Here’s the honest answer: Because there is nothing smart or challenging about Ex Machina. It’s main attribute is that it is a white male power fantasy about white men having power over each other and everything else in the world. The AI doesn’t win, as the movie manipulates us to try to feel in its final shots. Really, each of the men won and so also lost, and as a fringe benefit a woman created like Eve from a rib got to enjoy the spoils of their victories by continuing to act out the programming given to her by her Creator – because man always gets his way in the end.
There are myriad ways this movie could have been a thought-provoking success even with its one-note script. A gender or race swap of any character would have made it more interesting even with all the same words because the power dynamics would have changed. Leaving the Tester being AI more open-ended or handling it with more care would have been interesting. The Creator actually having any emotions at all could have helped – you don’t even get the sense he’s very invested in the outcome of his success.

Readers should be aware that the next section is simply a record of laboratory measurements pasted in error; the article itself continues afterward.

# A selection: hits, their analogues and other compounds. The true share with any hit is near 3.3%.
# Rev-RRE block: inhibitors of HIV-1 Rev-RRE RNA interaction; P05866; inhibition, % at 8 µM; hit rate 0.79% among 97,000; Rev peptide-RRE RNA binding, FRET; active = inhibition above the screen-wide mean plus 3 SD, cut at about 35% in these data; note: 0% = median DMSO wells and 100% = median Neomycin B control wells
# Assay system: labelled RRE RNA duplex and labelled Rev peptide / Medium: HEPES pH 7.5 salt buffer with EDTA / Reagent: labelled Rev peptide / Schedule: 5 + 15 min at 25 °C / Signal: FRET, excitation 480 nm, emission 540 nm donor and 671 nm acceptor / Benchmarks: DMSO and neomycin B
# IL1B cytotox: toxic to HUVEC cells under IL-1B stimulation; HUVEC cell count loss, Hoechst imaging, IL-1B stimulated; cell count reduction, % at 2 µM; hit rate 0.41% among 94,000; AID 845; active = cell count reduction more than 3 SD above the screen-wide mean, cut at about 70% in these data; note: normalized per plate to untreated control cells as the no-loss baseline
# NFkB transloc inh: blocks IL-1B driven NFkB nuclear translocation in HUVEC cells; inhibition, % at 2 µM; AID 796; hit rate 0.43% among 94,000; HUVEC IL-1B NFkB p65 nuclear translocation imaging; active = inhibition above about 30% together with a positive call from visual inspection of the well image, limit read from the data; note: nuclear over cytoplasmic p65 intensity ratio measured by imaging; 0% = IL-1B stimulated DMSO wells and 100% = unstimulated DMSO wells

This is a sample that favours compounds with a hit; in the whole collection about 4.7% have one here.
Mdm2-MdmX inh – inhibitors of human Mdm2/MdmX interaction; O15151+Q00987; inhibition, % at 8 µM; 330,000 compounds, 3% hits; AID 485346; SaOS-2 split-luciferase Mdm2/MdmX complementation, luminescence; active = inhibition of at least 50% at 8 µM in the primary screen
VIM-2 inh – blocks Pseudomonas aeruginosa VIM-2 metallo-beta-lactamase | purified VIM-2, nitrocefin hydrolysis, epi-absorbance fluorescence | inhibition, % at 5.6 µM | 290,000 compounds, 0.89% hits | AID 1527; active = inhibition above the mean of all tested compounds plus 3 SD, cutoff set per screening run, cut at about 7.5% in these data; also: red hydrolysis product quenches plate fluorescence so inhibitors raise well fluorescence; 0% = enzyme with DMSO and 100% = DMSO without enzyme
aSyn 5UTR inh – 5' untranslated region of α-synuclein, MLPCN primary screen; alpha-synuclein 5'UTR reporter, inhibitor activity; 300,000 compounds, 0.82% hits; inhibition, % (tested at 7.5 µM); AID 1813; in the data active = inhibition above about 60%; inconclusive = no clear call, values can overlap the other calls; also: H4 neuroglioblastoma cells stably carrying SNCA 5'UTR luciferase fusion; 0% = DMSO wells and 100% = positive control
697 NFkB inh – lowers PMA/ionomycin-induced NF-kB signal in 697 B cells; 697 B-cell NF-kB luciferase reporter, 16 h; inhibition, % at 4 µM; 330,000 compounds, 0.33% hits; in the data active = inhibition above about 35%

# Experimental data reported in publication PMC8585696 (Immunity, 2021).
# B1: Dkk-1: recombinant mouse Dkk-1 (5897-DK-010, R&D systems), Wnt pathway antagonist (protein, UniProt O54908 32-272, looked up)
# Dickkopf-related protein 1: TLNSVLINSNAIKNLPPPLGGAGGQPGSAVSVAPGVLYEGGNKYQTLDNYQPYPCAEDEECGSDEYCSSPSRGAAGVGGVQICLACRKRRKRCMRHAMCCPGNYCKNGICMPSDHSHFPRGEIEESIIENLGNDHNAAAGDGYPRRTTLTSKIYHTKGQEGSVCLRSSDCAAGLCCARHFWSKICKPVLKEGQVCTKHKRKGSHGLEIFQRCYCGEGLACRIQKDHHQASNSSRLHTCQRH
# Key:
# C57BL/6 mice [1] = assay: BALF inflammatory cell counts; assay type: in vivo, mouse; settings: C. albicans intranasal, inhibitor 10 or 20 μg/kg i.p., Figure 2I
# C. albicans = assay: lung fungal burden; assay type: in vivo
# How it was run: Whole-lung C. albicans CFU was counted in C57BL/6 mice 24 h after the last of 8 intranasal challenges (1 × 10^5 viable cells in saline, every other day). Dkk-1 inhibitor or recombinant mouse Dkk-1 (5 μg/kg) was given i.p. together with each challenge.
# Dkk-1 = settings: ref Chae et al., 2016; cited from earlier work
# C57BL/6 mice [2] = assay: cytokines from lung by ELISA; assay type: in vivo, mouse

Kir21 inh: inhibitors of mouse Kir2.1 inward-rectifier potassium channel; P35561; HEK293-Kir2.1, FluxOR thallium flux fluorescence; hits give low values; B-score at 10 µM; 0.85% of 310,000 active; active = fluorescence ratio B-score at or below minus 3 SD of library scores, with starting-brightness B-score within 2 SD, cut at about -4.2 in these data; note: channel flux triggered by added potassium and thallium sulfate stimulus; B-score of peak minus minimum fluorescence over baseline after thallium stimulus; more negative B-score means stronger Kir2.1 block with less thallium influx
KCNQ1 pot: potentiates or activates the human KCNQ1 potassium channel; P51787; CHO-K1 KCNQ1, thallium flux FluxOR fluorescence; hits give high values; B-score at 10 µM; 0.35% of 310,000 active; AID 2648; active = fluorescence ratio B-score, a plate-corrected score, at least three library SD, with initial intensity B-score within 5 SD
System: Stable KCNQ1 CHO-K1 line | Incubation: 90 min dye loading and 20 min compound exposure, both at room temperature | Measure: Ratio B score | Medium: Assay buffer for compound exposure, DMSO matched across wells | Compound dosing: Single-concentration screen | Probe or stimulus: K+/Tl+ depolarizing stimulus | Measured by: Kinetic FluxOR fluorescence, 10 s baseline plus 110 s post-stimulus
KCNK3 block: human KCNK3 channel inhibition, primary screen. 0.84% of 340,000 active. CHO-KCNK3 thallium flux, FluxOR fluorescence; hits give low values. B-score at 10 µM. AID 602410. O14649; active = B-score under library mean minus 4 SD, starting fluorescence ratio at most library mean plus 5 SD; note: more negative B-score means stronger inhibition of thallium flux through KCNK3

Even without any of that, this movie could have been an enjoyable if it didn’t wear its utter malice towards women of color on its sleeve. Want to see a truly disturbing movie about two people locked in a house and manipulating each other? Try Hard Candy.